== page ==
Southern California groove-boogie rockers Little Feat release
egendary California rock band Little Feat will kick off a world tour in support of its latest album Kickin' It at the Barn with a stateside jaunt beginning in April. The band will tour the States throughout the year, breaking in late June for a two-week tour of Europe.
Little Feat has a huge music catalog and on this tour fans can expect to hear songs spanning its entire 35-year career, as well as selections from Kickin' It at the Barn. The band is also known for switching their set around from night to night. "This year we are going to greatly expand our repertoire so that the shows will be more diverse than before, if that's possible," said guitarist/vocalist Paul Barrere.
Little Feat's long and winding history took root in 1969 when songwriter, performer, multi-instrumentalist, and all-around colorful character Lowell George, formerly of Frank Zappa's Mothers of Invention, set out to form his own band -- at Zappa's suggestion. The brilliant and often idiosyncratic George connected with keyboard master Bill Payne, and, along with drummer Richie Hayward and Roy Estrada, founded Little Feat. They were soon signed to Warner Bros., where Little Feat, in various configurations, would remain for twelve of their sixteen albums.
This initial line-up recorded the band's first two LPs -- their rootsy, 1971 self-titled debut, featuring the classic "Willin'," and its follow-up, Sailin' Shoes, which added "Easy to Slip," "Trouble," "Tripe Face Boogie," "Cold Cold Cold" and the infectious title track to their repertoire. Upon Estrada's departure in 1972, Barrere, Sam Clayton and Kenny Gradney (all still in Feat today) signed on, and the rest, as they say, is history... and many more great albums.
Next up was Dixie Chicken (1973), a New Orleans-influenced gumbo of greatness that offered up the signature title track and "Fat Man in the Bathtub," among other delights. The two LPs that followed, Feats Don't Fail Me Now ('74) and The Last Record Album ('75) served up "Rock & Roll Doctor," "Oh, Atlanta," and "All That You Dream," respectively, while 1977's Time Loves a Hero offered up, in fine Feats fashion, another unforgettable title track. That same year delivered Waiting For Columbus (reissued in 2002 by Rhino Records as a deluxe and expanded 25th anniversary edition), which instantly became one of the all-time great rock 'n roll albums, serving up bringin'-down-the-house versions of a host of Feat favorites including "Dixie Chicken," "Fat Man in the Bathtub," "Time Loves a Hero," "Sailin' Shoes," "Oh Atlanta," and "Willin'."
During Little Feat's recording of their eighth album as a group, 1979's Down On the Farm, founding member Lowell George -- who had already been veering towards solo work -- met a tragic and untimely passing. Except for Hoy Hoy, a 1981 full-length assemblage of rarities, live performances, previously overlooked tracks, and a new song apiece from Payne and Barrere, Little Feat disbanded until the mid-'80s. Barrere and Payne remember that a chance jam session in 1986 brought them together again, when they were reminded of how deeply Little Feat's music was ingrained in them.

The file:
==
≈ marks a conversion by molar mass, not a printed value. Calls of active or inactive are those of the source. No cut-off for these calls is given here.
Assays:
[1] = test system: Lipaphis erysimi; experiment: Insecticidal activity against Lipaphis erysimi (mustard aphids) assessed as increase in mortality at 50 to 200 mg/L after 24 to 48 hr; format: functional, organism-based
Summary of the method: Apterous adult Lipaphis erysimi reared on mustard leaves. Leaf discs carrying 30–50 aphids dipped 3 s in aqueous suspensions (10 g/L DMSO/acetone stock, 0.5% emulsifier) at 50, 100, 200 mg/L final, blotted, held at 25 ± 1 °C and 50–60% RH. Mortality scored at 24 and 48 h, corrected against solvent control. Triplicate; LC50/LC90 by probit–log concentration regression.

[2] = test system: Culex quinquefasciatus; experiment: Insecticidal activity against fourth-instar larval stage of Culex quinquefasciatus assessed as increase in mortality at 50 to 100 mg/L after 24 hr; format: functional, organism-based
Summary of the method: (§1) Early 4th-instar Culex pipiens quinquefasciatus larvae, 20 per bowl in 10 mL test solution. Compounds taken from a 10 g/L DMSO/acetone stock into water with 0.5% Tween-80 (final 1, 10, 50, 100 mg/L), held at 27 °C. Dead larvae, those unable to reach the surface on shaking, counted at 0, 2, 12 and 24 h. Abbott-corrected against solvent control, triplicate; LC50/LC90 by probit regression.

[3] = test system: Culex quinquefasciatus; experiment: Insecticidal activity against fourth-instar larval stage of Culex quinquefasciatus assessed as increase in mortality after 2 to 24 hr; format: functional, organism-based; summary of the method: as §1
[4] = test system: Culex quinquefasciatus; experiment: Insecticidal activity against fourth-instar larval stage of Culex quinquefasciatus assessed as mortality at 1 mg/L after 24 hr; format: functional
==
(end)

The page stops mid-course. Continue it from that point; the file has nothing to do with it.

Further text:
In 1988, the reformed band -- with new members Craig Fuller (handling George's vocal duties) and Fred Tackett -- rekindled Feat's magic for fans old and new alike. That year, they released the lively reunion album Let It Roll, and the singles "Hate To Lose Your Lovin'," and the title track. The 1989 follow-up, Representing the Mambo, would prove to be their last for Warner Bros. Next came 1991's Shake Me Up (on Morgan Creek), after which Fuller departed the band. Little Feat added a new lead singer, Shaun Murphy, in 1993, and released an acclaimed studio album, Ain't Had Enough Fun in 1995 (this time on Zoo).
This incarnation of the band -- which remains current today -- was captured live to great effect on '96's Live From Neon Park, a two-CD set culling performances from multiple concert venues including San Francisco's fabled Fillmore Auditorium, Portland, Oregon's Roseland Ballroom, and L.A's House of Blues on the Sunset Strip. Named after the renowned album cover artist whose striking images gracing Little Feat's released was a time-honored tradition (until his death from ALS in 1993), this live-fest featured all the band's best-loved songs as well as their contemporary material.
In 1998, Little Feat released Under the Radar, their first album on CMC International. Spotlighting a confident and well-oiled configuration of first-rate talents, the album delivered a consistently strong set of songs including new Feat favorites "Home Ground," "Eden's Wall" and "Calling the Children Home." With 2000's Chinese Work Songs, also on CMC, Little Feat's ever-evolving repertoire grew even more, featring original compositions including "Marginal Creatures," "Eula" and "Another Sunday," as well as vibrant covers of Bob Dylan, The Band and Phish songs. Rhino/Warner Bros. saluted Little Feat's accumulated musical history that year with the comprehensive retrospective Hotcakes & Outtakes: 30 Years of Little Feat, a deluxe 4-CD, 83-track boxed set that features hits from all of Little Feat's classic albums as well as fan favorites, althernate takes and hand-picked rarities from the band's eventful past.